New treatment approach for advanced anal cancer
A new approach to treating advanced anal cancer is safer and more effective than the most widely used current treatment, according to the first ever randomised clinical trial in this group of patients.
Around 1,300 people are diagnosed with anal cancer each year in the UK and this number is rising by around three per cent per year. Due to small patient populations, there is very limited evidence to guide treatment decisions, and international consensus among clinicians is lacking. The findings from this study will set a new standard of care for this rare type of cancer.
The international randomised phase II trial, led by The Royal Marsden NHS Foundation Trust and presented today (Monday 22 October) at the European Society for Medical Oncology (ESMO) Congress 2018, analysed data from 91 patients in four countries, including the UK, Norway, the US and Australia.
The researchers found that a chemotherapy combination of Carboplatin and Paclitaxel—which is primarily used to treat other cancers, including ovarian, womb and lung cancer—performed better overall compared to chemotherapy treatment with Cisplatin and 5-fluorouracil.
In the trial, endorsed by the International Rare Cancer Initiative (IRCI), Carboplatin and Paclitaxel performed better both in terms of survival rates and safety. Until now, when anal cancer had spread or come back after treatment, doctors had considered Cisplatin and 5-fluorouracil to be the preferred first-line treatment option.
Study Chief-Investigator Dr. Sheela Rao, Consultant Medical Oncologist at The Royal Marsden, said: "The results of this study will immediately change patient care. While treatment with Cisplatin and 5-fluorouracil was generally considered a reasonable option for advanced anal cancer, we now know that carboplatin and paclitaxel is more effective and better tolerated. In our study, these patients lived seven months longer overall.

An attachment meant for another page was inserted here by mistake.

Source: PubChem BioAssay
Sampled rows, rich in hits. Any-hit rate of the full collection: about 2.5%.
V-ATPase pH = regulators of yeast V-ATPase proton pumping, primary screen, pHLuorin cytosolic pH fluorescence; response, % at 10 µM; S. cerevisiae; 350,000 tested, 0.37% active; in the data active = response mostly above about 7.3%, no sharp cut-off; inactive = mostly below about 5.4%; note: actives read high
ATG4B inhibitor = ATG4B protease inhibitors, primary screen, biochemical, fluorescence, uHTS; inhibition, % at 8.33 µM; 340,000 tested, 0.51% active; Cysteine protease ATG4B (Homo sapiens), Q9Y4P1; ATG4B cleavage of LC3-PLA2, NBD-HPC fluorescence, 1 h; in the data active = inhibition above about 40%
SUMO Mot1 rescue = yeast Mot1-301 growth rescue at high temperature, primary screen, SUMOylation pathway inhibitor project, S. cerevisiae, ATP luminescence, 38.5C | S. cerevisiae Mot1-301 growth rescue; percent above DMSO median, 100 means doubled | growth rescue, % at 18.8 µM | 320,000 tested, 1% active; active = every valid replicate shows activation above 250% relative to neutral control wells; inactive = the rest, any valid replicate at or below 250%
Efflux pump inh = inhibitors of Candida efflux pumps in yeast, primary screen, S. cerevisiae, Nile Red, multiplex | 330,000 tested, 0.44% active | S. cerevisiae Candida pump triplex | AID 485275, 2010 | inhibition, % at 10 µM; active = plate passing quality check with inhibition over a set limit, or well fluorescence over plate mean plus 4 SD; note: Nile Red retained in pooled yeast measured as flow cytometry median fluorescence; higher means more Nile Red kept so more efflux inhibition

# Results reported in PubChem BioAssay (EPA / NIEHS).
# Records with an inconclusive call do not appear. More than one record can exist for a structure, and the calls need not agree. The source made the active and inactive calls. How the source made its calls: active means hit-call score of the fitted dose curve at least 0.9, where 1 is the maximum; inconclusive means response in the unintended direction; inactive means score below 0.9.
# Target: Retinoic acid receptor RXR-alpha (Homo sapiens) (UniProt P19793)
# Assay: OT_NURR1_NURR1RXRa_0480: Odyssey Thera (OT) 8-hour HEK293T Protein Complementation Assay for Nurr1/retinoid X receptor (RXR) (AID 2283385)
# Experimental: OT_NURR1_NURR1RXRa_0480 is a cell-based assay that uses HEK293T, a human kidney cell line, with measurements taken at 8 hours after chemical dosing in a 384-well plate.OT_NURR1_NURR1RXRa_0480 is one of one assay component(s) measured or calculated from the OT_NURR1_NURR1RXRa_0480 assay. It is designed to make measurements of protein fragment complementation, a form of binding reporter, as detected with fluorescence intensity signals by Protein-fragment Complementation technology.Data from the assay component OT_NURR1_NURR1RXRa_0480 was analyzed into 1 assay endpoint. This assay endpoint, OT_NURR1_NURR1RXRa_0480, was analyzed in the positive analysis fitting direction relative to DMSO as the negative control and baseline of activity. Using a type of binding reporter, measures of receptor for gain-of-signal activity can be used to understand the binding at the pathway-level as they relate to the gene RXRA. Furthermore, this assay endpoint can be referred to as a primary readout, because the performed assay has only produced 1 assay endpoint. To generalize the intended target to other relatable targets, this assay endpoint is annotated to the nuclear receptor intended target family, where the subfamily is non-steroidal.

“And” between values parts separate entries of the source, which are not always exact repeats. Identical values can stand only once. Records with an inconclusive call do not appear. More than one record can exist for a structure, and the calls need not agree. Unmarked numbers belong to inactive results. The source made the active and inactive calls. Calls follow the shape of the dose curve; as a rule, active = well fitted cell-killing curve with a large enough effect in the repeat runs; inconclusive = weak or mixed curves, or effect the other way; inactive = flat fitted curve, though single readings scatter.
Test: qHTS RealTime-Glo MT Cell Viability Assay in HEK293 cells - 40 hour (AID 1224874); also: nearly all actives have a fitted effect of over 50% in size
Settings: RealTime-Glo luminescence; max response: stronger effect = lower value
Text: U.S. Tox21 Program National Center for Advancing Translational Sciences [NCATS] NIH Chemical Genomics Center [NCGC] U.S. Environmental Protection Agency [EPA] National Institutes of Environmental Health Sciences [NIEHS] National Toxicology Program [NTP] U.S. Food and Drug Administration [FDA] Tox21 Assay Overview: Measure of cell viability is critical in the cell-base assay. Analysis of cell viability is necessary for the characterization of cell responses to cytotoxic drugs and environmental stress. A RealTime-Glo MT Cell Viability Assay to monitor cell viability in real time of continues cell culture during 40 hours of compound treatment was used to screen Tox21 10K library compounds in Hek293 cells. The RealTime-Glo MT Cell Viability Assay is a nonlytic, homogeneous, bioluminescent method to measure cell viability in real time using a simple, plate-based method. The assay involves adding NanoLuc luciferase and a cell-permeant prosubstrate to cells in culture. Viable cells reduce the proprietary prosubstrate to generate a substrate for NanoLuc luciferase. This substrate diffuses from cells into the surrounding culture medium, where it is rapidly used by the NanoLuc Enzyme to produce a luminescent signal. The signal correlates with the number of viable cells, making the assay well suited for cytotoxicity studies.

"Around 30 per cent of people with anal cancer will develop advanced disease which cannot be treated surgically, and all of these patients are eligible to receive this chemotherapy combination."
Professor David Sebag-Montefiore, a study co-author and Cancer Research UK anal cancer expert, said: "Making progress in rare cancers is incredibly difficult, so it's very exciting to see these results which, in my opinion, are practice changing. This important research informs both patients and their cancer teams that the combination of the chemotherapy drugs carboplatin and paclitaxel should be first line treatment for advanced anal cancer.
"This study also shows the benefit of international collaboration within the International Rare Cancer Initiative (IRCI) - it can deliver results in rare diseases that individual countries cannot achieve on their own."
Professor David Cunningham, Director of the NIHR Biomedical Research Centre at The Royal Marsden and The Institute of Cancer Research, London, said: "These findings set a new standard of care and highlight the importance of international collaboration for advances in the treatment of rare cancers. We now have the backbone for future trials into novel treatments for advanced anal cancer, including immunotherapy."